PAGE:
Unfortunately, awareness about palliative care is non-existent. The majority of cancer patients die at home without medical help or the control pain and other symptoms. Many of the advanced cancer patients are sent home to die without end of life care. Nonsteroidal anti-inflammatory drugs are the main modality of pain management. The following medications were also available in the pharmacy at the cancer center:

  • Extended release morphine 15 & 30 mg
  • Tramadol tablets 50,100 & 150 mg
  • The total number of tablets of morphine dispensed last year was less than 3,000 tablets,
  • IV morphine and Demerol are mainly used for postoperative pain

Most cancer patients were given opioids for only 2-3 days. There are strict rules for dispensing opioids, and involve filling out a long form and taking the ID of the prescribing physician. Opioids are not available in the street pharmacies.

My visit:

1. As a native of Sudan , and a palliative care physician, I have been very interested for a long time in helping design and develop a palliative care program in the country. I am familiar with the cultural and socioeconomic conditions in Sudan as well as the cultural beliefs surrounding care of dying patients. I am therefore able to identify with the locals and communicate effectively with them.

2. During my one month stay, I had the chance of meeting and working with many colleagues who are practicing in Sudan . I discussed with them the importance of introducing the palliative care concept s into their hospitals and practice in order to help improve the care of the many suffering and dying patients. Physicians and staff expressed great interest in incorporating palliative care.

3. I presented a lecture about pain and palliative care at the Radiation and Isotope Cancer Center in the presence of all medical and radiation oncologists, nurses, psychologists and other supporting staff. The lecture was followed by a didactic session where barriers to implementing palliative care were discussed. This session resulted in significant enthusiasm to start a Palliative Care service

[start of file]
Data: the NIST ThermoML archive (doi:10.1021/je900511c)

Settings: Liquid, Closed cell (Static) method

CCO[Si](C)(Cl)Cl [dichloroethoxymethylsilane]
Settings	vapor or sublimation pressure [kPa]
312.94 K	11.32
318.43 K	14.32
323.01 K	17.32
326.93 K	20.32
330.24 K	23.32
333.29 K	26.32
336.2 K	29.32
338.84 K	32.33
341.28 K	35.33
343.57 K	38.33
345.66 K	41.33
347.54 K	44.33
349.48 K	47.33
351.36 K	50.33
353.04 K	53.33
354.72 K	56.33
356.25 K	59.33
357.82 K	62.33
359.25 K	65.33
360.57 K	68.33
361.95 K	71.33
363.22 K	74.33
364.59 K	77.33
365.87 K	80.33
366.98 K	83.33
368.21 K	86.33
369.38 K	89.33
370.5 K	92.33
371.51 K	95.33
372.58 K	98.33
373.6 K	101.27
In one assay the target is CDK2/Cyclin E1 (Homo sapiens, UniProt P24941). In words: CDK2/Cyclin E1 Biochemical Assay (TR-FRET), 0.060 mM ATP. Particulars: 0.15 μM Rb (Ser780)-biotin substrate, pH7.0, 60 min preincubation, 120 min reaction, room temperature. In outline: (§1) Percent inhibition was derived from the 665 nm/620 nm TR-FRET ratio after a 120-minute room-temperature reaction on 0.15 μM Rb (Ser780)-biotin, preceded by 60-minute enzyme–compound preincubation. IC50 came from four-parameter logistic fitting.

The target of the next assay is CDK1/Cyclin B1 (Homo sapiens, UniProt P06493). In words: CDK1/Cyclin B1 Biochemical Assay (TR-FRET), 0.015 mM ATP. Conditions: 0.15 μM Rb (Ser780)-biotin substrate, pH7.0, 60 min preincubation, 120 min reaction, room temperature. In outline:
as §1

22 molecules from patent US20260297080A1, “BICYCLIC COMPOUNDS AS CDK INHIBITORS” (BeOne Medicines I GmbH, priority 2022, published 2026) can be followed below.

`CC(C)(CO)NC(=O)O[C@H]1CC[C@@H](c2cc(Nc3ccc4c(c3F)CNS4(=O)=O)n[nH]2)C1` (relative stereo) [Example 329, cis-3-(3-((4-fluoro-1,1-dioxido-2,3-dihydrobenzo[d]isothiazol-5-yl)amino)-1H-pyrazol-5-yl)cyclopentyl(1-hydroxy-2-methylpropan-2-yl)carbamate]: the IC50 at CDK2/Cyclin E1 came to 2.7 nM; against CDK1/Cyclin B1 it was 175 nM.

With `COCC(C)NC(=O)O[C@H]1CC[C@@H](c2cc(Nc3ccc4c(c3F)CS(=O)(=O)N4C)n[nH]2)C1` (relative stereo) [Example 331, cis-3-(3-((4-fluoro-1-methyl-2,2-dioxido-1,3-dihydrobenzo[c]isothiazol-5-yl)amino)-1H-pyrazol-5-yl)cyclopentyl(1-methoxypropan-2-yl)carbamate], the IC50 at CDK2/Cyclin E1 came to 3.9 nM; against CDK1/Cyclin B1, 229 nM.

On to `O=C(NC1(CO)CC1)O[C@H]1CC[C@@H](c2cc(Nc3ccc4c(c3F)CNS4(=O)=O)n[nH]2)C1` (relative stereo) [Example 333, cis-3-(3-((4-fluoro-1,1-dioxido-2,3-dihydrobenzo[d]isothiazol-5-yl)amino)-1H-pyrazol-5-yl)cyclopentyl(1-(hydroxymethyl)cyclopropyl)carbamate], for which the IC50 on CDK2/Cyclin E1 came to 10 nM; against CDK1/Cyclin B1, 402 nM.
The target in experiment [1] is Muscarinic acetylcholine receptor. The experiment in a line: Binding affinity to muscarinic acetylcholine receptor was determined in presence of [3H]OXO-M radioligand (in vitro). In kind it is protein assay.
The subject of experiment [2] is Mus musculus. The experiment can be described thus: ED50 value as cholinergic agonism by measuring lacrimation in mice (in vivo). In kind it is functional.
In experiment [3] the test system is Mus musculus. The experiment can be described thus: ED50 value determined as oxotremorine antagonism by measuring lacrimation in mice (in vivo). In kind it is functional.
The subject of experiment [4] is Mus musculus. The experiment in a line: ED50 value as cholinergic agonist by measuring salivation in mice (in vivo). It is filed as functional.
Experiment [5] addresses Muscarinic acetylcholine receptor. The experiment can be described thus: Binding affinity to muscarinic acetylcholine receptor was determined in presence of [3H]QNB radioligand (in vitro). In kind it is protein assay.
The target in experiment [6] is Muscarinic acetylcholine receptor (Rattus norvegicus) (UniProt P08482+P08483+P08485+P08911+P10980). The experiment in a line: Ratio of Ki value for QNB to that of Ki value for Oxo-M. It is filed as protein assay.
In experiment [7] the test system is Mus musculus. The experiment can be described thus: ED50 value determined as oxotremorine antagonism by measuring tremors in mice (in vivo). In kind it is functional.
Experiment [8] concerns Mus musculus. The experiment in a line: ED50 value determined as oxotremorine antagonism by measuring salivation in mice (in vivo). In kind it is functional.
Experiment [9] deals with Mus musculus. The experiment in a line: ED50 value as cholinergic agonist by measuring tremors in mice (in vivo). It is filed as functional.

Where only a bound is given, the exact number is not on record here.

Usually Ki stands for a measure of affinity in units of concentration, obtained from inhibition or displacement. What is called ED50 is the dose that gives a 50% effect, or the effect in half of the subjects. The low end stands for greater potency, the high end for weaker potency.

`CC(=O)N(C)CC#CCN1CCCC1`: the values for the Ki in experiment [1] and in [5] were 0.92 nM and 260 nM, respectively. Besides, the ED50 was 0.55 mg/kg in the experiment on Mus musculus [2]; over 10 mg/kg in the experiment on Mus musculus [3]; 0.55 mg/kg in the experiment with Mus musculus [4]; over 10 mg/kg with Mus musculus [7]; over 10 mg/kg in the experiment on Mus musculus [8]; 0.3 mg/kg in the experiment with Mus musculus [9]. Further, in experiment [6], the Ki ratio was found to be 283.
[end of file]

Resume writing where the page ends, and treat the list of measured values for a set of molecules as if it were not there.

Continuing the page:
4. I gave a lecture at the Pediatrics Grand Rounds in the Khartoum Teaching Hospital entitled: Pediatric Palliative Care. More than 150 physicians attended. This was followed by discussion about the need to implement palliative care for children in the Sudan .

5. Because of the limited availability of opioids, I arranged for a meeting with the chief of the Central Pharmaceutical Supplies who was a previous minister of health. I have discussed with him in great detail the importance of introducing different opioids, which may be required including methadone, short acting oral morphine & hydromorphone. He expressed concerns about opioid diversion or misuse. After a long discussion he expressed strong support and willingness to cooperate in bringing in all needed opioids if there’s a trained medical staff that is able to use them.

6. I saw many advance cancer patients during this visit both in Khartoum Teaching Hospital and also in other hospitals.

7. I have discussed the issue of hospice care with Dr. Abbashar Hussain, an associate professor of neurology at the University of Khartoum . He chaired a similar work for epilepsy patients which was supported by volunteers. We discussed the issue of establishing hospice care in Sudan and he showed great enthusiasm and interest in pursuing this.

I would like to express my gratitude to the International Association for Hospice and Palliative Care for their support and encouragement.